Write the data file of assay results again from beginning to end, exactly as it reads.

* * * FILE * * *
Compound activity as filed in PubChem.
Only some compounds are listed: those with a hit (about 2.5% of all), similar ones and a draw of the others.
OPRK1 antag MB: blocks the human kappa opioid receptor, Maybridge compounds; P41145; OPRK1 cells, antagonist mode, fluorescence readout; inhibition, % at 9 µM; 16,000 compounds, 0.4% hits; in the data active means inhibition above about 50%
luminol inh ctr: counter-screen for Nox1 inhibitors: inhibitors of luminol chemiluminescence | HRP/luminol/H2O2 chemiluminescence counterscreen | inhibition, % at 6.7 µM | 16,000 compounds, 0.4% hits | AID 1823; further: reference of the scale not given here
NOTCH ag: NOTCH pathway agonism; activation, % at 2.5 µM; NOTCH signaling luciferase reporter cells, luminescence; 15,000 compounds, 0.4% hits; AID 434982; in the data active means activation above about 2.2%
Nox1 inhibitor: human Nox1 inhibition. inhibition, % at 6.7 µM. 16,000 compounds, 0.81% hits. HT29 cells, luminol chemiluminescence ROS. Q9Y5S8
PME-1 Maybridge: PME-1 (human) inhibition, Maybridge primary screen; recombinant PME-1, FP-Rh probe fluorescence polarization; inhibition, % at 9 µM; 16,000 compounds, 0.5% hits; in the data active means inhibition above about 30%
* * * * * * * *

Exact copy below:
Compound activity as filed in PubChem.
Only some compounds are listed: those with a hit (about 2.5% of all), similar ones and a draw of the others.
OPRK1 antag MB: blocks the human kappa opioid receptor, Maybridge compounds; P41145; OPRK1 cells, antagonist mode, fluorescence readout; inhibition, % at 9 µM; 16,000 compounds, 0.4% hits; in the data active means inhibition above about 50%
luminol inh ctr: counter-screen for Nox1 inhibitors: inhibitors of luminol chemiluminescence | HRP/luminol/H2O2 chemiluminescence counterscreen | inhibition, % at 6.7 µM | 16,000 compounds, 0.4% hits | AID 1823; further: reference of the scale not given here
NOTCH ag: NOTCH pathway agonism; activation, % at 2.5 µM; NOTCH signaling luciferase reporter cells, luminescence; 15,000 compounds, 0.4% hits; AID 434982; in the data active means activation above about 2.2%
Nox1 inhibitor: human Nox1 inhibition. inhibition, % at 6.7 µM. 16,000 compounds, 0.81% hits. HT29 cells, luminol chemiluminescence ROS. Q9Y5S8
PME-1 Maybridge: PME-1 (human) inhibition, Maybridge primary screen; recombinant PME-1, FP-Rh probe fluorescence polarization; inhibition, % at 9 µM; 16,000 compounds, 0.5% hits; in the data active means inhibition above about 30%